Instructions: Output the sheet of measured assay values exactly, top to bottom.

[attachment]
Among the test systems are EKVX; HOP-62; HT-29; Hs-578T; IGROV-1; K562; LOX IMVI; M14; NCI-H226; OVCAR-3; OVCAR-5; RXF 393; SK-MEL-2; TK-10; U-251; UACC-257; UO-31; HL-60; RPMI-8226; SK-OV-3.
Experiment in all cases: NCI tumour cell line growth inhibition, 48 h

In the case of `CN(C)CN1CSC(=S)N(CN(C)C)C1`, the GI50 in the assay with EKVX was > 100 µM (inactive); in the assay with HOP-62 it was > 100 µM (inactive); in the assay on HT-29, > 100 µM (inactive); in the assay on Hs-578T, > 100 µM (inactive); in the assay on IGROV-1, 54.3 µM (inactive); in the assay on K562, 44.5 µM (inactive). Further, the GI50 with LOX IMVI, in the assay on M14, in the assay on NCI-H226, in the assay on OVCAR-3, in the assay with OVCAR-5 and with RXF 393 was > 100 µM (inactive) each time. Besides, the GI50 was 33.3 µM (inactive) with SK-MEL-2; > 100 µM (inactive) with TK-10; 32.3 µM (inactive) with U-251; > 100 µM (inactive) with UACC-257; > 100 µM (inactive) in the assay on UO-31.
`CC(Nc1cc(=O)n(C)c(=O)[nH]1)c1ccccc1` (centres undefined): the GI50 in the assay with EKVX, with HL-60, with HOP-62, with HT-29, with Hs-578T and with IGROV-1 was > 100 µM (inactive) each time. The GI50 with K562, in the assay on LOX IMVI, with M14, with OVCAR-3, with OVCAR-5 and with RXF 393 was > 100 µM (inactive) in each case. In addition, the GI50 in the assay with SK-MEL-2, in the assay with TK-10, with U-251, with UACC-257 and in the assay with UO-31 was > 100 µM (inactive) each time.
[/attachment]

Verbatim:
Among the test systems are EKVX; HOP-62; HT-29; Hs-578T; IGROV-1; K562; LOX IMVI; M14; NCI-H226; OVCAR-3; OVCAR-5; RXF 393; SK-MEL-2; TK-10; U-251; UACC-257; UO-31; HL-60; RPMI-8226; SK-OV-3.
Experiment in all cases: NCI tumour cell line growth inhibition, 48 h

In the case of `CN(C)CN1CSC(=S)N(CN(C)C)C1`, the GI50 in the assay with EKVX was > 100 µM (inactive); in the assay with HOP-62 it was > 100 µM (inactive); in the assay on HT-29, > 100 µM (inactive); in the assay on Hs-578T, > 100 µM (inactive); in the assay on IGROV-1, 54.3 µM (inactive); in the assay on K562, 44.5 µM (inactive). Further, the GI50 with LOX IMVI, in the assay on M14, in the assay on NCI-H226, in the assay on OVCAR-3, in the assay with OVCAR-5 and with RXF 393 was > 100 µM (inactive) each time. Besides, the GI50 was 33.3 µM (inactive) with SK-MEL-2; > 100 µM (inactive) with TK-10; 32.3 µM (inactive) with U-251; > 100 µM (inactive) with UACC-257; > 100 µM (inactive) in the assay on UO-31.
`CC(Nc1cc(=O)n(C)c(=O)[nH]1)c1ccccc1` (centres undefined): the GI50 in the assay with EKVX, with HL-60, with HOP-62, with HT-29, with Hs-578T and with IGROV-1 was > 100 µM (inactive) each time. The GI50 with K562, in the assay on LOX IMVI, with M14, with OVCAR-3, with OVCAR-5 and with RXF 393 was > 100 µM (inactive) in each case. In addition, the GI50 in the assay with SK-MEL-2, in the assay with TK-10, with U-251, with UACC-257 and in the assay with UO-31 was > 100 µM (inactive) each time.